Lindbergh: Ready, set, Statcast: What the new data stream can teach us about MLB

From SABR member Ben Lindbergh at on April 9, 2015:

Sometime this spring, Major League Baseball Advanced Media completed the installation of Statcast, its long-anticipated everything-tracking technology. The system is now active in all 30 parks, and the petabytes of records it generates by capturing the physical position of every player, pitch, and batted ball many times per second are accumulating somewhere on MLBAM’s massive servers.

Thus far, the sexier components of Statcast have kept a low public profile. Statcast’s official account hasn’t tweeted a new stat-enhanced video since Alex Gordon stopped at third, and we haven’t seen any sign of the baserunning and defensive data that should shed some light on two of the most mysterious areas of a fairly well-quantified sport.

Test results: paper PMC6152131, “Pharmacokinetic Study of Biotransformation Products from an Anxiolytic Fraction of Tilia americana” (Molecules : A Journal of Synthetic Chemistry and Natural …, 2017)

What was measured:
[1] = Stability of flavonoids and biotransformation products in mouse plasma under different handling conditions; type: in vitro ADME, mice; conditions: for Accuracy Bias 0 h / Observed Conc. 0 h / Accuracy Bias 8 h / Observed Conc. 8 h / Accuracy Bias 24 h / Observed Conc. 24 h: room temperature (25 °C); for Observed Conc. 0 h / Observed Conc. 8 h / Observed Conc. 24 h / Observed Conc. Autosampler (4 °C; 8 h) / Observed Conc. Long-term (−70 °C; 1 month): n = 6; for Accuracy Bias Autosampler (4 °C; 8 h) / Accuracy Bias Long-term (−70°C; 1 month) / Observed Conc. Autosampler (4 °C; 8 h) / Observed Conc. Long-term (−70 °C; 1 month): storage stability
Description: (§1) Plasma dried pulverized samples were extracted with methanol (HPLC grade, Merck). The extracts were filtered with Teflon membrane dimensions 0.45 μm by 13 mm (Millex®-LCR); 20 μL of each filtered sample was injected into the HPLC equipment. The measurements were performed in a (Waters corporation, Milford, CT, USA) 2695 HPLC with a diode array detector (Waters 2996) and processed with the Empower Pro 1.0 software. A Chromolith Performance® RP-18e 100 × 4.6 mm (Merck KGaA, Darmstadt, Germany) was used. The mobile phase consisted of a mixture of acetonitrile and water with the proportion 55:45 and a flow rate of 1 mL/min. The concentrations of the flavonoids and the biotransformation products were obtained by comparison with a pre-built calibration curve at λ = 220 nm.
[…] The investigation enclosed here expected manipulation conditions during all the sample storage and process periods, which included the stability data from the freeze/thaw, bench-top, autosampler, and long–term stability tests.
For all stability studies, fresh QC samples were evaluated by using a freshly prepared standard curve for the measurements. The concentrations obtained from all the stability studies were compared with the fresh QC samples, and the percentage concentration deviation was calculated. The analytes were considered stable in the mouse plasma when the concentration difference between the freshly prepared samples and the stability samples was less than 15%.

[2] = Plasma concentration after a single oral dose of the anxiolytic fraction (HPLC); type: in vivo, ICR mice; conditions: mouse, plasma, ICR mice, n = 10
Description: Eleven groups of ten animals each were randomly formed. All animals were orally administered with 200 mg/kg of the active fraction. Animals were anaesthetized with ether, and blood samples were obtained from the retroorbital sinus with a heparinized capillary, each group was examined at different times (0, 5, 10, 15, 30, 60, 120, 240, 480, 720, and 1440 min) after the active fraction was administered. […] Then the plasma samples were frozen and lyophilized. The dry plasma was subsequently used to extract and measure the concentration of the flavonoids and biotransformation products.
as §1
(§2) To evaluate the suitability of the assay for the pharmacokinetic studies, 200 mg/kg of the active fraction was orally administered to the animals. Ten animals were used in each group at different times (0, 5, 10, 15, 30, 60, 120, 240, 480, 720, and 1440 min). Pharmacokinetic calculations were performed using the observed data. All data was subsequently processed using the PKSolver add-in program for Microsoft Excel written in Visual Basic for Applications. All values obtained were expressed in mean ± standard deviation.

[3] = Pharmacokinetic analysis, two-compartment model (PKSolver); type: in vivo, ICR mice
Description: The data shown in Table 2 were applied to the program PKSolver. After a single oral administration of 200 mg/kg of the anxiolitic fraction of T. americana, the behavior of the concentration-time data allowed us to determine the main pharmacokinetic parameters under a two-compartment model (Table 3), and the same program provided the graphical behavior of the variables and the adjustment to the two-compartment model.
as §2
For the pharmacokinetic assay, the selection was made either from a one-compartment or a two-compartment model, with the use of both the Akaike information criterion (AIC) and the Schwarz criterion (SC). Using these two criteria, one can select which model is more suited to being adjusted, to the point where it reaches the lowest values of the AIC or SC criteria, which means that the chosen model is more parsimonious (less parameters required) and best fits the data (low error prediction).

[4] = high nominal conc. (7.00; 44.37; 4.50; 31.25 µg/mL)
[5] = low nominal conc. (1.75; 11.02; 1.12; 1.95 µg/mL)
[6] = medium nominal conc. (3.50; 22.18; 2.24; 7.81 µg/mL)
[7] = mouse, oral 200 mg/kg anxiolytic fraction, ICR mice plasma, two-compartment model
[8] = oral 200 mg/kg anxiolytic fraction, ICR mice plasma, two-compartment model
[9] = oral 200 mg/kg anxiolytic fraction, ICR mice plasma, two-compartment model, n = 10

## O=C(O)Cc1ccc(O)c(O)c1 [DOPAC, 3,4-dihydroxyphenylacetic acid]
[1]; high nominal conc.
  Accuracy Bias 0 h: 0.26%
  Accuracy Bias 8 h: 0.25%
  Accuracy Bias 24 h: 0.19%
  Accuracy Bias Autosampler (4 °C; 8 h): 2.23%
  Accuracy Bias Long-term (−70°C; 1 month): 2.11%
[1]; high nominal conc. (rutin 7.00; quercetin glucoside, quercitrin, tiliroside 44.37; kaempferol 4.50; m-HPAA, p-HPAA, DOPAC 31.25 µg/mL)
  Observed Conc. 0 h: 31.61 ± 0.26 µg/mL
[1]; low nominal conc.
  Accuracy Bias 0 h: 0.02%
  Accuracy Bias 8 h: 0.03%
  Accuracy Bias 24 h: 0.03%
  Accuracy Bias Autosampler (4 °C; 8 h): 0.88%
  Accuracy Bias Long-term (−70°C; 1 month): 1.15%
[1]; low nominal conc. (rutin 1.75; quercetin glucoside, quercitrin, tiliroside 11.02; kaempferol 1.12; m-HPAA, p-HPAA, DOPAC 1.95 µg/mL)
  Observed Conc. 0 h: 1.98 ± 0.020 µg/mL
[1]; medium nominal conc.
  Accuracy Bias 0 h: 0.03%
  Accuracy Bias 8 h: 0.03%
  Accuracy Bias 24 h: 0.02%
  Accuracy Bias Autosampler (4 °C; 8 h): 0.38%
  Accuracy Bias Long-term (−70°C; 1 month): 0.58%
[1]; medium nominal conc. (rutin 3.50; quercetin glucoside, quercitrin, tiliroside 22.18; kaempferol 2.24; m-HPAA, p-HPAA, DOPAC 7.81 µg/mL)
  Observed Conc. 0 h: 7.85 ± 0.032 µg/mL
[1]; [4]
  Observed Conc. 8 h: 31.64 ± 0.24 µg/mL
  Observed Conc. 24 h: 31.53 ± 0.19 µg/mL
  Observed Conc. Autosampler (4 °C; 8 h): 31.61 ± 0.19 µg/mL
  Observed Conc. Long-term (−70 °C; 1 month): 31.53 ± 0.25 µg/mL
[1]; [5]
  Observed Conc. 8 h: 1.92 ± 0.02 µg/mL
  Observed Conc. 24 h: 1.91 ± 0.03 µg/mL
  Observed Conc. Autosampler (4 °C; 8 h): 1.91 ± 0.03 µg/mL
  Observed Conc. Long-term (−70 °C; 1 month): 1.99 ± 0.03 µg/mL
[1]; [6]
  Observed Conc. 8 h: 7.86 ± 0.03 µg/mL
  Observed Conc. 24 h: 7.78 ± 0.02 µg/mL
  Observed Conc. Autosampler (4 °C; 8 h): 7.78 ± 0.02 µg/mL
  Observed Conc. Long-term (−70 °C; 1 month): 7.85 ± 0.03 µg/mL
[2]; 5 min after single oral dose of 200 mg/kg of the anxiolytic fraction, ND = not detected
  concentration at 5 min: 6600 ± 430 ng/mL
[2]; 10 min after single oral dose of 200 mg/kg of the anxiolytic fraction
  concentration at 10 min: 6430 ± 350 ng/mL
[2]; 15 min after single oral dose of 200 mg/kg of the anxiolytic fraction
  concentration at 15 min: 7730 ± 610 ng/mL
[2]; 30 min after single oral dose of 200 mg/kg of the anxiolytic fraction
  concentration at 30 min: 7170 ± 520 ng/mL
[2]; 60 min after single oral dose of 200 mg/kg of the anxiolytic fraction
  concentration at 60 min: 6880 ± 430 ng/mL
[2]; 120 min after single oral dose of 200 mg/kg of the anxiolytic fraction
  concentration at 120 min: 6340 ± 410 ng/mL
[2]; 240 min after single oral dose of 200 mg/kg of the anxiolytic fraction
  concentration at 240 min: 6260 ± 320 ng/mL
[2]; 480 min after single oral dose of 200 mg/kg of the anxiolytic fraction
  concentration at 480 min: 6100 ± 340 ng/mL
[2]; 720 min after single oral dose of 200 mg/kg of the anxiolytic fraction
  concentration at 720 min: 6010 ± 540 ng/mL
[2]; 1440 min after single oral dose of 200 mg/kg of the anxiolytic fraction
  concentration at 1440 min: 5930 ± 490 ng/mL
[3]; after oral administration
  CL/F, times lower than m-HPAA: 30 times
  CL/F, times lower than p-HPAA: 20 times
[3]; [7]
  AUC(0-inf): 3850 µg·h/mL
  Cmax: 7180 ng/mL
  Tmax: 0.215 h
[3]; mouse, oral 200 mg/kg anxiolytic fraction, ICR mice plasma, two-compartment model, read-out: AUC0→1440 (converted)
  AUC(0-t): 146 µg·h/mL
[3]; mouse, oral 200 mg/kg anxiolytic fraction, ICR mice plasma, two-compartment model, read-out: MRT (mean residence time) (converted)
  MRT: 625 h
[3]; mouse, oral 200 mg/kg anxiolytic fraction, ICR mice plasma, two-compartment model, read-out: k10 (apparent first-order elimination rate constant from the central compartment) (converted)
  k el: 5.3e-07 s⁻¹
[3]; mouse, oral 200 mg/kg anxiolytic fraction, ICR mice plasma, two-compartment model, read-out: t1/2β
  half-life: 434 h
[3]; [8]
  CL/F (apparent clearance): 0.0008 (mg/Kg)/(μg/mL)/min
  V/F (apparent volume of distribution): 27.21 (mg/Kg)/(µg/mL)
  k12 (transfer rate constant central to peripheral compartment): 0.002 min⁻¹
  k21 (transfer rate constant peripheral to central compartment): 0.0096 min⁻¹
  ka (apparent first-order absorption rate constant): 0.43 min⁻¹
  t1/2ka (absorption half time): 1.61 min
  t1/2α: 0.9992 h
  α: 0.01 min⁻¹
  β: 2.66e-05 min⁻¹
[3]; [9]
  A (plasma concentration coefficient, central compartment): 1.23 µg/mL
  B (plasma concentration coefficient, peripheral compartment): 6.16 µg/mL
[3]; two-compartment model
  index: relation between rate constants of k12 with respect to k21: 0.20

But despite the lack of fanfare and the features that remain under wraps, Statcast’s soft launch has been better news than most statheads had allowed themselves to hope for, given the commissioner’s caginess about the time frame for releasing raw data online. If you’ve used MLB Gameday to keep track of your team during this season’s first few games, you may have noticed a new tab called “Feed,” where embedded tweets and videos compete for screen real estate with stats the public hadn’t seen before they surfaced in snippets of video last season: batted-ball velocity and distance.

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Originally published: April 9, 2015. Last Updated: April 9, 2015.